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Milton and Toleration$
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Sharon Achinstein and Elizabeth Sauer

Print publication date: 2007

Print ISBN-13: 9780199295937

Published to Oxford Scholarship Online: September 2007

DOI: 10.1093/acprof:oso/9780199295937.001.0001

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Toleration in Milton's Epics: A Chimera?

Toleration in Milton's Epics: A Chimera?

Chapter:
(p.224) 12 Toleration in Milton's Epics: A Chimera?
Source:
Milton and Toleration
Author(s):

Sharon Achinstein (Contributor Webpage)

Publisher:
Oxford University Press
DOI:10.1093/acprof:oso/9780199295937.003.0012

The chapter explores how Milton's epic poems express a vision of tolerance that is critical of secularism. Though committed to a procedural principle of toleration, the imaginative visions of tolerance in Paradise Lost and Paradise Regained are limited in scope when compared with English and Continental contemporaries. Through literary and linguistic analysis, the chapter looks to Milton's various representations of topics relevant to toleration thinkers (e.g., community, the natural world, Satan, debate, freedom of conscience, the Divine), and judges Milton's epics to be interested in freedom of thought or tolerance not as goals in themselves, but as means to an ultimate end: belief and the triumph of the invisible church.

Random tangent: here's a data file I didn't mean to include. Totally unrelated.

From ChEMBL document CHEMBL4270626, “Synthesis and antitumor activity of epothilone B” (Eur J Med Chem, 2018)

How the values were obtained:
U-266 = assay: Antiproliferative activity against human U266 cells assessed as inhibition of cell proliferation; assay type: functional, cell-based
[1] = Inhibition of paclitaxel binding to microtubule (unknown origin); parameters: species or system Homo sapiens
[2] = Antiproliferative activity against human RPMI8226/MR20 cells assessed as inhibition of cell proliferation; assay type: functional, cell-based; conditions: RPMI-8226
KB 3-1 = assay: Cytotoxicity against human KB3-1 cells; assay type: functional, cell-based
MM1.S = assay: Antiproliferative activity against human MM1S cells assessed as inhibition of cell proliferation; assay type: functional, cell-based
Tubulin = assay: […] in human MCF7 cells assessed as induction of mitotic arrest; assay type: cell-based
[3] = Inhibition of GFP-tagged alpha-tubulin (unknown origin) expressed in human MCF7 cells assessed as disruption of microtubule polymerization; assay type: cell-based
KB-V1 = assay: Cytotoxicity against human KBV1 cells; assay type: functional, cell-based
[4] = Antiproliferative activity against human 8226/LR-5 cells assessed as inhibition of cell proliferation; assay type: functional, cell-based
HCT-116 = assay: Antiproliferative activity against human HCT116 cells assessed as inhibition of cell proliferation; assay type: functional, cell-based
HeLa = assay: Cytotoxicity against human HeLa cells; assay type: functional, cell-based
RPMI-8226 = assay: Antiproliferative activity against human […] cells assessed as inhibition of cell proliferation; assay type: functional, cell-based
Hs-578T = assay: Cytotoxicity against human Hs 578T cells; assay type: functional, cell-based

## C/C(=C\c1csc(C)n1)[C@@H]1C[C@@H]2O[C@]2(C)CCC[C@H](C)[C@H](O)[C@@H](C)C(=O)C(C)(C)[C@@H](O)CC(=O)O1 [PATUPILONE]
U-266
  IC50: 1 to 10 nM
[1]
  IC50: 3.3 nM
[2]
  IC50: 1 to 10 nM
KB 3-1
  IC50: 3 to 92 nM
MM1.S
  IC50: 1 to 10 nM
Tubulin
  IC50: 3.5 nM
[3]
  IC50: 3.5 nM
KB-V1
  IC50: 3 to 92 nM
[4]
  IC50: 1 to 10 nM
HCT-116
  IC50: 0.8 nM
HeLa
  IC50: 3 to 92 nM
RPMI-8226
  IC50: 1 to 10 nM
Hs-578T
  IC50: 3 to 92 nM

Keywords:   Paradise Lost, Paradise Regained, conscience, secularism, liberty of thought, debate, freedom of speech

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